>>> "{0:&>10} is the food of gods".format("Ambrosia")                     4
'&&Ambrosia is the food of gods'

Formatting String With % -: It covers formatting strings with the string modulus (%) operator. This operator is used to combine Python values into formatted strings for printing or other use. C users will notice a strange similarity to the printf family of functions. The use of % for string formatting is the old style of string formatting and  cover it here because it was the standard in earlier versions of Python and we are likely to see it in code that has been ported from earlier versions of Python or was written by coders who are familiar with those versions. This style of formatting should not be used in new code however  it is slated to be deprecated and then removed from the language in the future. as like..

>>> "%s is the %s of %s" % ("Ambrosia", "food", "the gods")
'Ambrosia is the food of the gods'

The string modulus operator takes two parts First is  the left side which is a string and second is the right side which is a tuple. The string modulus operator scans the left string for special formatting sequences and produces a new string by substituting the values on the right side for those formatting sequences, in order. In this example, the only formatting sequences on the left side are the three instances of %s, which stands for “Stick a string in here.”

>>> "%s is the %s of %s" % ("Nectar", "drink", "gods")
'Nectar is the drink of gods'
>>> "%s is the %s of the %s" % ("Brussels Sprouts", "food",...   "foolish")
'Brussels Sprouts is the food of the foolish'

Using formatting sequences-: All formatting sequences are sub-strings contained in the string on the left side of the central %. Each formatting sequence begins with a percent sign and is followed by one or more characters that specify what is to be substituted for the formatting sequence and how the substitution is to be accomplished.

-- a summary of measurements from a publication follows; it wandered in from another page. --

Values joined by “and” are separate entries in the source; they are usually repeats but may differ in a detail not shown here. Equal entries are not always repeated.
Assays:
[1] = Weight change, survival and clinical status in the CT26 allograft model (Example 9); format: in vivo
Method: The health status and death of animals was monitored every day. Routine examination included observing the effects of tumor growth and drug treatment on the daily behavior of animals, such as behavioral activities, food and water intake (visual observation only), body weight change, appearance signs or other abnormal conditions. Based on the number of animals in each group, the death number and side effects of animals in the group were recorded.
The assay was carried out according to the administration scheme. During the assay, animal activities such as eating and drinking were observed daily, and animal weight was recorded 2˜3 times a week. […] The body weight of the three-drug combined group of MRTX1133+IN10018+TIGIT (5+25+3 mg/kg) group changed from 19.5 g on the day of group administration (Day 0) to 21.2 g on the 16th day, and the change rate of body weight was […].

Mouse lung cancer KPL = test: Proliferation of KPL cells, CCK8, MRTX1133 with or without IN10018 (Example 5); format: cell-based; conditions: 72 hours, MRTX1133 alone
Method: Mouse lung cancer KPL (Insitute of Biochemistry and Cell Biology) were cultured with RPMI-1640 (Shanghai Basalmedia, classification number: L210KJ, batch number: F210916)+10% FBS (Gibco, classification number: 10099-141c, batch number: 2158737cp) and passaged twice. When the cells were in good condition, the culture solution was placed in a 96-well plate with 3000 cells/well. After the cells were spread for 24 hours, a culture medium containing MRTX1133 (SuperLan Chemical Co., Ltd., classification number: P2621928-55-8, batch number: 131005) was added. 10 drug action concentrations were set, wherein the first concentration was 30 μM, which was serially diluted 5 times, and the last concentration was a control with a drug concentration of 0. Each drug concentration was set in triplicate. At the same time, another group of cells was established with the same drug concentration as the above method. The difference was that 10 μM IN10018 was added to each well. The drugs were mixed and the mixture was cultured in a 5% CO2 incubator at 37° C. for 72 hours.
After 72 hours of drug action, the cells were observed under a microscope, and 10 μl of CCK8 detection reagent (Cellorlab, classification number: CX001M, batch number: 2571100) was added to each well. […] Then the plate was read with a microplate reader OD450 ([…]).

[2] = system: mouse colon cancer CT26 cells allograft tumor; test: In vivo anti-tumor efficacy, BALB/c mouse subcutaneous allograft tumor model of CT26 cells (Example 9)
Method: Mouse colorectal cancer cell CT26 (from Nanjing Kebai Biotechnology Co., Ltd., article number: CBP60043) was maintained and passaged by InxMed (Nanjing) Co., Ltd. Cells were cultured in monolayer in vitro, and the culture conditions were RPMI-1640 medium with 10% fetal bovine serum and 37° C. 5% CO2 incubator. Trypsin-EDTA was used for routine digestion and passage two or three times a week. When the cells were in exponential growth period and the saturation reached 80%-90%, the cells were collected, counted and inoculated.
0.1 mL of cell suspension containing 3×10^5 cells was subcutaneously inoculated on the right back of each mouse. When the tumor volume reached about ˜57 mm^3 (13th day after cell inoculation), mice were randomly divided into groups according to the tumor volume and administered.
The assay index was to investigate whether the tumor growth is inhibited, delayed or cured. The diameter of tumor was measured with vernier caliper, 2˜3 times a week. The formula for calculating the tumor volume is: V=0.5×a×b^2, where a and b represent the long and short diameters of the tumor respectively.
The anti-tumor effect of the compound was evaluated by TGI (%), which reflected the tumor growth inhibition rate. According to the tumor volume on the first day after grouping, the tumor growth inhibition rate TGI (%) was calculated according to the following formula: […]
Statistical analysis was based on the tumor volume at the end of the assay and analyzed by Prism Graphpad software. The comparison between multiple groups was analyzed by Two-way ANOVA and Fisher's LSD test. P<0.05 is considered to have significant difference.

The %s formatting sequence used previously is the simplest formatting sequence. it indicates that the corresponding string from the tuple on the right side of the central % should be substituted in place of the %s.

Other formatting sequences can be more complex. The following sequence specifies the field width (total number of characters) of a printed number to be six, specifies the number of characters after the decimal point to be two, and left-justifies the number in its field.

Named parameters and formatting sequences-:  one additional feature available with the % operator can be useful in certain circumstances. Unfortunately It describe.  I have to employ a Python feature that I have not yet discussed in detail.  dictionaries, commonly called hash tables or associative arrays in other languages.

Formatting sequences can specify what should be substituted for them by name rather than by position. When we do this each formatting sequence has a name in parentheses immediately following the initial % of the formatting sequence like this ..

"%(pi).2f"              1

1 Note name in parentheses.
In the argument to the right of the % operator is no longer given as a single value or tuple of values to be printed  but as a dictionary of values to be printed with each named formatting sequence having a correspondingly named key in the dictionary. Using the previous formatting sequence with the string modulus operator we might produce code like this

>>> num_dict = {'e': 2.718, 'pi': 3.14159}
>>> print("%(pi).2f - %(pi).4f - %(e).2f" % num_dict)
3.14 - 3.1416 - 2.72